data from the CCD. The files are larger than normal JPEGs, but
smaller than TIFF files (which no Canon camera supports). Information
about exposure and white balance are stored in the file, so you
can tweak them later on the computer. That's also the point where
you can save RAW files in other formats, such as TIFF.
are named IMG_xxxx.JPG, where x = 0001 - 9900. The file numbering
is maintained even if you replace and/or format memory cards.
onto the menus!
S45 has the same easy-to-use menu system as the G3 and S40. Here's
a look at the record mode menu:
sync (1st, 2nd-curtain)
shooting (Standard, high speed)
AE point (Center, AF point) - what part of the frame is used to
judge exposure while in spot metering mode
zoom (on/off) - turns on zoom feature in manual focus mode
zoom (on/off) - using this will reduce photo quality
(Off, 2-10 sec)
- see below
settings (to "C" on mode wheel)
are fewer options on the S45 than the G3, in case you were wondering.
Intervalometer (gotta love that word) tool will let you set up
the camera for time lapse photography. You choose the
interval between shots (1-60 minutes) and the total number of shots
to be taken (2-100). Using the AC adapter is strongly recommended.
is also a setup menu on the S45, so let's take a look at that.
are the interesting items:
brightness (Normal, bright)
volumes (for shutter, playback, startup, operation, self-timer)
number reset (on/off)
rotate (on/off) - rotate your images automatically in playback
units (metric, imperial)
(English, Deutsch, Français, Nederlands, Dansk, Suomi,
Italiano, Norsk, Svenska, Español, Chinese, Japanese)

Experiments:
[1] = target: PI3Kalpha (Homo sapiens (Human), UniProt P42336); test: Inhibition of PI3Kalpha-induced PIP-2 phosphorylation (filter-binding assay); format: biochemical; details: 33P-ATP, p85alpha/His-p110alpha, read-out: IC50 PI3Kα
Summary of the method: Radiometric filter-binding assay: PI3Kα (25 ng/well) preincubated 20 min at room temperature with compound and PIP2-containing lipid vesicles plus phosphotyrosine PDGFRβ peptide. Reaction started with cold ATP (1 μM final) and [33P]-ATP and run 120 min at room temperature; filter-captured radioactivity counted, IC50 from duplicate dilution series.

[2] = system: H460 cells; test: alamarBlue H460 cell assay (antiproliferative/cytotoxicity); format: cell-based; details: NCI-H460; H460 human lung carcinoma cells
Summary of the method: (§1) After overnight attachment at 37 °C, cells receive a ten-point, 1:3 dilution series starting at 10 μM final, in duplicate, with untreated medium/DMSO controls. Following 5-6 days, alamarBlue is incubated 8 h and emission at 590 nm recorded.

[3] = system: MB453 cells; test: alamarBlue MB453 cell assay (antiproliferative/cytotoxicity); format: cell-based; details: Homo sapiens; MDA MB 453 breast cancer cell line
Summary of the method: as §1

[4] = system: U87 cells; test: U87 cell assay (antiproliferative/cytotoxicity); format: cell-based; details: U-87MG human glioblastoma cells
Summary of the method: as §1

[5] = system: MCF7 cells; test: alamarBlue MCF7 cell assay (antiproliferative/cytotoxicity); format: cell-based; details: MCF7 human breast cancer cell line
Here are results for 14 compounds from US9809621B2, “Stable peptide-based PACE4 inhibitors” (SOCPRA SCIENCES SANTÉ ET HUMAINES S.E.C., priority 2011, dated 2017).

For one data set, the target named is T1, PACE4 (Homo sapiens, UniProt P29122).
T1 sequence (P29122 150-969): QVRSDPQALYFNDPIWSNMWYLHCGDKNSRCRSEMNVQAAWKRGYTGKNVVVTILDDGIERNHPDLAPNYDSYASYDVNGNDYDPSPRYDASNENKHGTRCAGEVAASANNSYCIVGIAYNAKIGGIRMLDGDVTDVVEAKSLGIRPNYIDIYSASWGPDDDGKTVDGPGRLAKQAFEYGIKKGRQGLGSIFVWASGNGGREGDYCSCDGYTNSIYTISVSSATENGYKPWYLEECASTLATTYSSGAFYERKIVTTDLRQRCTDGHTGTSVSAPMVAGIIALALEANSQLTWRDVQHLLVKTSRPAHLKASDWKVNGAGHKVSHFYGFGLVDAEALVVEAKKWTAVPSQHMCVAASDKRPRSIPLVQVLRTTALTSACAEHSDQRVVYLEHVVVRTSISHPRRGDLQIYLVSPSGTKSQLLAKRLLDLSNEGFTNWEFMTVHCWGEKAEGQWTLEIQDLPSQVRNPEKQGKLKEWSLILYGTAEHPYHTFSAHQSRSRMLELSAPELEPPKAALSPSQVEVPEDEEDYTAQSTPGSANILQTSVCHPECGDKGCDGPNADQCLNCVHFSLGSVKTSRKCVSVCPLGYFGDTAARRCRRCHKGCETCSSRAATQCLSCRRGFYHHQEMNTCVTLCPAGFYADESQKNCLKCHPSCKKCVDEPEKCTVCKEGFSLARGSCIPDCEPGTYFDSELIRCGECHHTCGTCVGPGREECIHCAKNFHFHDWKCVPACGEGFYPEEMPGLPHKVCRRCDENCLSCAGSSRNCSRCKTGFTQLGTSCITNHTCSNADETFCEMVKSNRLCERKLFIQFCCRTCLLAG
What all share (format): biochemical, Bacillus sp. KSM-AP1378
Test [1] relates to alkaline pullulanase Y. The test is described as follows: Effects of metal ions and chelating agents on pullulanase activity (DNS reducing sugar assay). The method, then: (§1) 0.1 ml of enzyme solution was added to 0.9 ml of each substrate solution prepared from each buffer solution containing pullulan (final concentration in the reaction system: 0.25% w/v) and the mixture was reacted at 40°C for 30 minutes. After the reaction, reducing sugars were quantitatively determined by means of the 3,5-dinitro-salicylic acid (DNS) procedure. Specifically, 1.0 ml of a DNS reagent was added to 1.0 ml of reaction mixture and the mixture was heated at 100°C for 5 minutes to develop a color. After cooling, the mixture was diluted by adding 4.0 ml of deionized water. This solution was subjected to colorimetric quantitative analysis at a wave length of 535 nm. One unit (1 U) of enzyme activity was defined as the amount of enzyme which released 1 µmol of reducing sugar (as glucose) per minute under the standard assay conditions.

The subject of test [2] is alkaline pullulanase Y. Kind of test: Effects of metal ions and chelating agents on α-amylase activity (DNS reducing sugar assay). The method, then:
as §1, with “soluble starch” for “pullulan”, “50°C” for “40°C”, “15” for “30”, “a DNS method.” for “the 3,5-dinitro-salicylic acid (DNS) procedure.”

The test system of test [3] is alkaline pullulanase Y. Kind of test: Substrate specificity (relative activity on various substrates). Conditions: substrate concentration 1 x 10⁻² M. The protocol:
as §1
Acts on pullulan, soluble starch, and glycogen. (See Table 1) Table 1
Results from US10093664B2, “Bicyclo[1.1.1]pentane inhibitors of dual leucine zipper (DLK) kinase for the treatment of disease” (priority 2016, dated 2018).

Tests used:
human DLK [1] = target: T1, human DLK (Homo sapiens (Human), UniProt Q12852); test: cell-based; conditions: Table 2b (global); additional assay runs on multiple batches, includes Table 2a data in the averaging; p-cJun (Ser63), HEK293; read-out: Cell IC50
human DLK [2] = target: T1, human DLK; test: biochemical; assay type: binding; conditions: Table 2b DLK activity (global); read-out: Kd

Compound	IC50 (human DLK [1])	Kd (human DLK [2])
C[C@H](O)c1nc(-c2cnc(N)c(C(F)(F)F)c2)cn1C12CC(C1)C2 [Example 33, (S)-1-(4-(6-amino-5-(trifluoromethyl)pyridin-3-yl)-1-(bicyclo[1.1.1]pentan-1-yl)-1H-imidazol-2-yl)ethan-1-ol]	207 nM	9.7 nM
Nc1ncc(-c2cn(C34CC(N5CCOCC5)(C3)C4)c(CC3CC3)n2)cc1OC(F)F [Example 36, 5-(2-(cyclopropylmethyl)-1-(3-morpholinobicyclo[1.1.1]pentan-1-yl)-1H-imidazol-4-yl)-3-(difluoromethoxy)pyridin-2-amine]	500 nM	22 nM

system (NTSC, PAL)
(Normal, PTP) - this is for USB
you so desire, you can customize the startup screen, beeps, and
phony shutter sounds that your G3 makes. If these bother you, you
can also turn them off.
enough about menus, let's do photo tests now.
S45 turned in a good performance in our macro test -- no complaints
here. The colors on our 3" tall figurine look perfect. The camera
range of 10 - 50 cm at wide-angle, and 30 - 50 cm at telephoto.
The recordable area is 110 x 80 mm at wide-angle and 113 x 83
mm at telephoto.
want to apologize a bit for this shot. First, it's crooked (I
rotated the smaller version above). Secondly, it's underexposed.
Unfortunately, now it's raining, so I'm not sure that I'll get
to shoot this picture. But what I did get was pretty nice. There
is just a bit of purple fringing at the top of the dome, similar
to where the G3 was at that point (F3.5).
12/15/02: here's a bonus night shot that I took during
a break in a huge weekend storm here in SF. They have a twinkling
star thing on top of the Transamerica Pyramid that is extra cool.
You can see the retreating clouds in the distance. Please excuse
the tree over on the left -- it's hard to take this shot!
redeye test results were very similar on both the G3 and S45.
As you can see, the redeye is much worse in one eye. I'm starting
to think that the light guide flash focuses the light so well,